It’s the other kind of game that Omega Force does nowadays, as in, a hunting game, not my usual wheelhouse, so i can’t really say how it fares compared to the Toukiden games, but the expected elements are all there: monster to hunt/prey on, weapon efficiency that degrades with use and limited use tools, the need to study the attack, plan what body parts need to be targeted first, etc.

It’s all there but made more dynamic as the game incorporates the free-flowing 3D manouver system from the series, meaning your character can move around the locations using their gear and hooks to swing around in a very Spiderman-like fashion, and like in the anime/manga you have to use this system to move around at high speed in order to make your blade more efficient in cutting down the Titans’ regenerating limbs, and finally killing them by slicing the nape of their necks.

You’ll also have to keep in consideration the surroundings, because you’ll need space to manouver around the Titans, and the anchor/hook lock is susceptible to surroundings, so walls, buildings and other Titans can get in the way of wire/hook, which is especially true in locations full of small forts and keeps near to each other, and means you can’t use the gear in plains where there’s nothing to latch into for swinging about, but thankfully to remedy that (and to give you some straightforward option for more speedy traversal) you’re given horses to summon and ride on, i mean, it fits with the settings of the series and it’s an Omega Force game, after all.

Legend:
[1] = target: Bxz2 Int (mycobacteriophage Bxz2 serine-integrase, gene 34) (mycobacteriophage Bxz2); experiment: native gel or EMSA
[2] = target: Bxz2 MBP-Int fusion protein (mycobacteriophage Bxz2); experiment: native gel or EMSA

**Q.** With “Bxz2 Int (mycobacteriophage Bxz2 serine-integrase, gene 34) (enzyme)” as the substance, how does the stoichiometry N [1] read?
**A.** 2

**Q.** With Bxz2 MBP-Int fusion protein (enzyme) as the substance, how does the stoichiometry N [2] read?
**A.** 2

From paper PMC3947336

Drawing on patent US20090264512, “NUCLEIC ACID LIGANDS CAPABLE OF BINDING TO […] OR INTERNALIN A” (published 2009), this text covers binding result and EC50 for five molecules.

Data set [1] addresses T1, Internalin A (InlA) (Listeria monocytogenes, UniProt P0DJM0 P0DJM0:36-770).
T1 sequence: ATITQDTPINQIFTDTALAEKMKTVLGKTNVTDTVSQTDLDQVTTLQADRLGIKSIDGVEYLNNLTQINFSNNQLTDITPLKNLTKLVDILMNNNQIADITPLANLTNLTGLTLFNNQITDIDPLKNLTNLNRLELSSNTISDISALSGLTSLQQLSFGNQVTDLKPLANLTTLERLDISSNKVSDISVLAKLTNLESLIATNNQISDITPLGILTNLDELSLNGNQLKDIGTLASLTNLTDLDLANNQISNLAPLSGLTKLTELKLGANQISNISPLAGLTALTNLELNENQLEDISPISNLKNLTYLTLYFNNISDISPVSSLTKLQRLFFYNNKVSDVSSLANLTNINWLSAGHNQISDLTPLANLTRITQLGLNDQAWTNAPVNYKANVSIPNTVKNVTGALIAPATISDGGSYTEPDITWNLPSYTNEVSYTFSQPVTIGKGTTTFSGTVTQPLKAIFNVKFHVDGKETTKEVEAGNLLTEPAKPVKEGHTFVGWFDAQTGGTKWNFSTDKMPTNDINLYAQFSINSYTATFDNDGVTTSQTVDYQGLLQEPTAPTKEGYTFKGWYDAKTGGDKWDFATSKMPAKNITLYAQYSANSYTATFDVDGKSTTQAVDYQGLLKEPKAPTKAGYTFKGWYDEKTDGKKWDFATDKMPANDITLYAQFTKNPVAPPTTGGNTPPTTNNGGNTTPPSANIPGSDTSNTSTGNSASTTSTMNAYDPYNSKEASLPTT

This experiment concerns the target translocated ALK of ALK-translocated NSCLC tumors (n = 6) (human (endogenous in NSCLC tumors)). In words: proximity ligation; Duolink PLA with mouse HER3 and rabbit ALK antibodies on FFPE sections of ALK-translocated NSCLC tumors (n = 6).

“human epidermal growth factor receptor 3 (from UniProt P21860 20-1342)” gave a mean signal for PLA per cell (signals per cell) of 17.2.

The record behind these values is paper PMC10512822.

You can enlist to your group other corps members on the field, issue them simple commands (attack the locked on Titan body part, assist in distraction/diversion, etc.), plus by killing titans and completing objectives you fill up the special bar, that lets you enter a powered up state where all your teammates attack at once, with a small recovery of the gas reserve and the blades’ durability.

As in any hunting game, the selection of gear it’s essential, so it’s best to fiddle with various combinations of blades, canisters and ODM gears in order to find out what suits your playstile best, opting for gear that compensates – for example – a powerful but easy to break blade, or a speedy but short-reaching set of ODM gear, with the option of crafting new gear from scratch, upgrading existing pieces of equipment or fuse them together.

You know, the works and all.

It’s also worth considering which character to use with specific loadouts, as the 10 playable characters do feel quite distinct (reflecting their stats, which isn’t always a given) and appropriate, so Armin is kinda weak but has a bigger inventory and can issue direct orders to the other squad members (regardless of their trust/relationship rank), Eren doesn’t suffer from reduced mobility when near death, Hange gets extra items from severing Titan body parts that net materials, etc.